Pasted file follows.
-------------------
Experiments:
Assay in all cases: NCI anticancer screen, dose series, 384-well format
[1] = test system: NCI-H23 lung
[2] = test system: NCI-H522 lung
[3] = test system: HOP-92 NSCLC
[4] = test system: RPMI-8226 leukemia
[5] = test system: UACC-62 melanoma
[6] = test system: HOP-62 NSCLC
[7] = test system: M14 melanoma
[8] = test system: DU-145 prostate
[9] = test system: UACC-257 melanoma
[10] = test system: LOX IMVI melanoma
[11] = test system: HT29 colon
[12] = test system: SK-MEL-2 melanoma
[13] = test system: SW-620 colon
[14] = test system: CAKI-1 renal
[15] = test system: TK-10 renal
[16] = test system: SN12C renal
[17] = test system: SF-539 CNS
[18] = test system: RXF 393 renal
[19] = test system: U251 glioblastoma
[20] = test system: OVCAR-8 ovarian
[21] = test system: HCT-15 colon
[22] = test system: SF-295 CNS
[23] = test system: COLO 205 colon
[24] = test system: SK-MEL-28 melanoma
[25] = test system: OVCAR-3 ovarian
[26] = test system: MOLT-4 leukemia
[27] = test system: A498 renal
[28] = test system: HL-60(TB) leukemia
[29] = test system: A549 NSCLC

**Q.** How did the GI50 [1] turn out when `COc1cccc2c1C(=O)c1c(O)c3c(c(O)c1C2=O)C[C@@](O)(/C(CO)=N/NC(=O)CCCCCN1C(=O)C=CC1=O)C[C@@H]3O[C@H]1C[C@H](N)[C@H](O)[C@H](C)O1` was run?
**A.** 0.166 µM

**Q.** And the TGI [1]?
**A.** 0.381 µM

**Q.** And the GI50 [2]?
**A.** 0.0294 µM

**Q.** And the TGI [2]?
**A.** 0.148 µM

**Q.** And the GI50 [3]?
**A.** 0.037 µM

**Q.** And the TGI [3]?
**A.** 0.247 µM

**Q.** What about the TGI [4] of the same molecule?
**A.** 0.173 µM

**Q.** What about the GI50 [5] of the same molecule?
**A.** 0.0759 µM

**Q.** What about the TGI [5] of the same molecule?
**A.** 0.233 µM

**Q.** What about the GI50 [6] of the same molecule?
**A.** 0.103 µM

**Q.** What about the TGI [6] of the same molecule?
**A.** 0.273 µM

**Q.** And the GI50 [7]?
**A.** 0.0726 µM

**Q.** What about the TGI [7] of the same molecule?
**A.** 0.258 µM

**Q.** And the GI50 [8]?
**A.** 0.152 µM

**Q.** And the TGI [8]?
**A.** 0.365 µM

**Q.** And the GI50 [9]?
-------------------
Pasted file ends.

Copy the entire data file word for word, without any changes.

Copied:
Experiments:
Assay in all cases: NCI anticancer screen, dose series, 384-well format
[1] = test system: NCI-H23 lung
[2] = test system: NCI-H522 lung
[3] = test system: HOP-92 NSCLC
[4] = test system: RPMI-8226 leukemia
[5] = test system: UACC-62 melanoma
[6] = test system: HOP-62 NSCLC
[7] = test system: M14 melanoma
[8] = test system: DU-145 prostate
[9] = test system: UACC-257 melanoma
[10] = test system: LOX IMVI melanoma
[11] = test system: HT29 colon
[12] = test system: SK-MEL-2 melanoma
[13] = test system: SW-620 colon
[14] = test system: CAKI-1 renal
[15] = test system: TK-10 renal
[16] = test system: SN12C renal
[17] = test system: SF-539 CNS
[18] = test system: RXF 393 renal
[19] = test system: U251 glioblastoma
[20] = test system: OVCAR-8 ovarian
[21] = test system: HCT-15 colon
[22] = test system: SF-295 CNS
[23] = test system: COLO 205 colon
[24] = test system: SK-MEL-28 melanoma
[25] = test system: OVCAR-3 ovarian
[26] = test system: MOLT-4 leukemia
[27] = test system: A498 renal
[28] = test system: HL-60(TB) leukemia
[29] = test system: A549 NSCLC

**Q.** How did the GI50 [1] turn out when `COc1cccc2c1C(=O)c1c(O)c3c(c(O)c1C2=O)C[C@@](O)(/C(CO)=N/NC(=O)CCCCCN1C(=O)C=CC1=O)C[C@@H]3O[C@H]1C[C@H](N)[C@H](O)[C@H](C)O1` was run?
**A.** 0.166 µM

**Q.** And the TGI [1]?
**A.** 0.381 µM

**Q.** And the GI50 [2]?
**A.** 0.0294 µM

**Q.** And the TGI [2]?
**A.** 0.148 µM

**Q.** And the GI50 [3]?
**A.** 0.037 µM

**Q.** And the TGI [3]?
**A.** 0.247 µM

**Q.** What about the TGI [4] of the same molecule?
**A.** 0.173 µM

**Q.** What about the GI50 [5] of the same molecule?
**A.** 0.0759 µM

**Q.** What about the TGI [5] of the same molecule?
**A.** 0.233 µM

**Q.** What about the GI50 [6] of the same molecule?
**A.** 0.103 µM

**Q.** What about the TGI [6] of the same molecule?
**A.** 0.273 µM

**Q.** And the GI50 [7]?
**A.** 0.0726 µM

**Q.** What about the TGI [7] of the same molecule?
**A.** 0.258 µM

**Q.** And the GI50 [8]?
**A.** 0.152 µM

**Q.** And the TGI [8]?
**A.** 0.365 µM

**Q.** And the GI50 [9]?